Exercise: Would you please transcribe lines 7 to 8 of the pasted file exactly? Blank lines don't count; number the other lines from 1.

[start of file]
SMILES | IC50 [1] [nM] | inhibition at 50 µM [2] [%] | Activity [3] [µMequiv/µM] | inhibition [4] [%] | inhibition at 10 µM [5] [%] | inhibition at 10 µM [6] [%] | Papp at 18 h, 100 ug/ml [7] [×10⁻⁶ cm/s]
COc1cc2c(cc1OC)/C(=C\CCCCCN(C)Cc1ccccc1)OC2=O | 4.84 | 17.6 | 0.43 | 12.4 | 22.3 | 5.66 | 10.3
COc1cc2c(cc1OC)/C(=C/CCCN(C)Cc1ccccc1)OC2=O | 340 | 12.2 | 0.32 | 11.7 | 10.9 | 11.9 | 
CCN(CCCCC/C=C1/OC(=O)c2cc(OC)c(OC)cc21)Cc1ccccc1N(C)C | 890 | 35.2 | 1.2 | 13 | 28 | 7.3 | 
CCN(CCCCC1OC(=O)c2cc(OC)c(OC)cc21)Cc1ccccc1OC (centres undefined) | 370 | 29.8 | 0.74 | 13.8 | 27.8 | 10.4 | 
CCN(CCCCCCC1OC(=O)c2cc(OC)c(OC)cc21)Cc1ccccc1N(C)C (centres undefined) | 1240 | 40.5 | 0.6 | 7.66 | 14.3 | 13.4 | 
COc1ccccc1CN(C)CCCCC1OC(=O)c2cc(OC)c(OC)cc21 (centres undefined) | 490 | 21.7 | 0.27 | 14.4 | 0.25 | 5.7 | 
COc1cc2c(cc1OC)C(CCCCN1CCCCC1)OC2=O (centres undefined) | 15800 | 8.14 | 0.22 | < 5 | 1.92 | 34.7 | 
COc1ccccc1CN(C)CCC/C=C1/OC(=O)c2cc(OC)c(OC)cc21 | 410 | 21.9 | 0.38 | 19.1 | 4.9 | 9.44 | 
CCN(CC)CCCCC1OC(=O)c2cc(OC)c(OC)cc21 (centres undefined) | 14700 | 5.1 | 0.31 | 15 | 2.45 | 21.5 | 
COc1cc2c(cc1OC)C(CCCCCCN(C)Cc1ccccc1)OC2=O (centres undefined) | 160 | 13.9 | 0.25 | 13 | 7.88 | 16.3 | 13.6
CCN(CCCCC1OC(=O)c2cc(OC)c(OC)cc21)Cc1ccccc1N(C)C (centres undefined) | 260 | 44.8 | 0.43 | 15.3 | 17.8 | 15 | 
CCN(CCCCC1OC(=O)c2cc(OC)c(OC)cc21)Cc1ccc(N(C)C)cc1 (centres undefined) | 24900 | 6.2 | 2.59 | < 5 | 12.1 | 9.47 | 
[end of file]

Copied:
COc1ccccc1CN(C)CCCCC1OC(=O)c2cc(OC)c(OC)cc21 (centres undefined) | 490 | 21.7 | 0.27 | 14.4 | 0.25 | 5.7 | 
COc1cc2c(cc1OC)C(CCCCN1CCCCC1)OC2=O (centres undefined) | 15800 | 8.14 | 0.22 | < 5 | 1.92 | 34.7 | 